- Trend-following strategies: Traders who use trend-following strategies aim to hold their trades until the end of the trend. They usually trail their profits with a trailing stop-loss order, and the lower or upper envelope, as the case may be, can guide their trailing stop-loss order â€” in a long trade, the trailing SL could follow a few pips below the lower band, while in a short trade, it could a few pips above the upper band.
How do Moving Average Envelopes signal buy or sell opportunities?
The moving average envelopes show buy or sell opportunities by indicating when the price significantly deviates from its mean. In other words, when the price is overbought or oversold. Interestingly, it has a moving average as the price mean and the upper and lower envelopes as a measure of significant deviation from the mean, which is why it is very useful for mean-reversion strategies.
When the price rises above the upper envelope line and falls back into the envelope, itâ€™s a signal to short the market for a reversal to the mean. Similarly, when the price hits the lower envelope line and reverses, itâ€™s a signal to buy for a reversal to the mean.
What are the limitations of Moving Average Envelopes?
The limitations of moving average envelopes include:
- Moving average envelopes cannot predict future market conditions: The indicator uses past price data and, thus, cannot predict what will happen next in the market. It cannot tell when the market will trend, which is unsuitable for mean-reversion trades, and when it will be range-bound and suitable for mean-reversion trades.
- The indicator cannot be a standalone signal: Even for mean-reversion trades, moving average envelopes cannot be used alone. Experienced traders often combine it with price action analysis to know when the price prints reversal candle patterns after the indicator shows a significant deviation from the mean. Beginners may combine it with other indicators.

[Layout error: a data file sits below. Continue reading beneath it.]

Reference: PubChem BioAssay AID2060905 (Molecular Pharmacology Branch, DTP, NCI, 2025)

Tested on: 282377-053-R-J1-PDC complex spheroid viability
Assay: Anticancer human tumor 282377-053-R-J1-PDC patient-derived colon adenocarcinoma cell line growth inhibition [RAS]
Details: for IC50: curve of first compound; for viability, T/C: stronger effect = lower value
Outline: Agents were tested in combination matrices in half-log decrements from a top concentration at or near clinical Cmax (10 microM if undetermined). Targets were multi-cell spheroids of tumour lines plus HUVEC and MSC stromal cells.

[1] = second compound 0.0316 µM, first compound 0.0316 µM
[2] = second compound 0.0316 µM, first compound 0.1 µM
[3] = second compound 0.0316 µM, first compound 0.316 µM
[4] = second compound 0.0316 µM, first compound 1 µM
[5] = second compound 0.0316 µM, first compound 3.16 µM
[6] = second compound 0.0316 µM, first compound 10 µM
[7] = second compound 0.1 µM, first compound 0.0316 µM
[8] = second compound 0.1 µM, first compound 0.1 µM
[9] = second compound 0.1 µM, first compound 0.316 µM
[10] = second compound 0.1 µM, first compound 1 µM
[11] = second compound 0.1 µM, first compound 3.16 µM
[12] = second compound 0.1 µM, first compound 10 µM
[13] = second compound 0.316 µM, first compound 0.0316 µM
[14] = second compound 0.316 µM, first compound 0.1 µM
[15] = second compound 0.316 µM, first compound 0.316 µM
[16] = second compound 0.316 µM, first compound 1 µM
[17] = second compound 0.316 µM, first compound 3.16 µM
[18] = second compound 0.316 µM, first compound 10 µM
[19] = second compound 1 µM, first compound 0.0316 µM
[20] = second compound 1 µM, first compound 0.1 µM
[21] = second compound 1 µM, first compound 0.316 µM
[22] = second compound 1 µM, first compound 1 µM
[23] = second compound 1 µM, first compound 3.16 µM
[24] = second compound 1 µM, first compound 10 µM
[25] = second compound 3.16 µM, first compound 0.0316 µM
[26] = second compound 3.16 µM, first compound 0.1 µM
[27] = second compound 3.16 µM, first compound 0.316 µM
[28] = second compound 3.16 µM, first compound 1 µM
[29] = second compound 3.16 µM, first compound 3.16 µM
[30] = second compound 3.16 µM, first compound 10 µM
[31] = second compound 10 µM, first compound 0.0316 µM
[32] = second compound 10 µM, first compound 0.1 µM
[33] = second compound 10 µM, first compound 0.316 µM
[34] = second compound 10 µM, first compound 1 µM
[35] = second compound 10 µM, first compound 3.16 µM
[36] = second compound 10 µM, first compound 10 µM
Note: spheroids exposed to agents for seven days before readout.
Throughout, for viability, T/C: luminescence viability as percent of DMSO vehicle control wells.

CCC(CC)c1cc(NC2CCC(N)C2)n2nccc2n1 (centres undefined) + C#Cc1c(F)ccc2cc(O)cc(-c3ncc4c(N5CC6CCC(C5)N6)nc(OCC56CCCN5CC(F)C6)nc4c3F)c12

How can traders combine Moving Average Envelopes with other indicators?
To combine moving average envelopes with other indicators, traders have to understand the indicator very well to know the ones that can complement it. Generally, momentum oscillators like the RSI and stochastic can safely be combined with the moving average envelope indicator.
When the price crosses the moving average envelopes, indicating a significant deviation from the mean, the RSI or stochastic can be used to know when the reversal has started gaining momentum so as to enter the market at the right time.
What is the historical performance of Moving Average Envelopes?
The historical performance of moving average envelopes has been fair, but the indicator alone doesnâ€™t tell the story about profitability. It is the parameters used that determine if a strategy is profitable or not.
Different parameters would give different results. It’s your backtesting that will tell you the best parameters for the best performance.
How do Moving Average Envelopes help identify support and resistance levels?
Moving average envelopes consist of 3 lines: the moving average in the middle, one upper envelope above, and a lower envelope below. All the 3 lines can act as a support or resistance, depending on where the price is relative to them â€” when the price is above, the lines could be support and when the price is below, the lines could be resistance.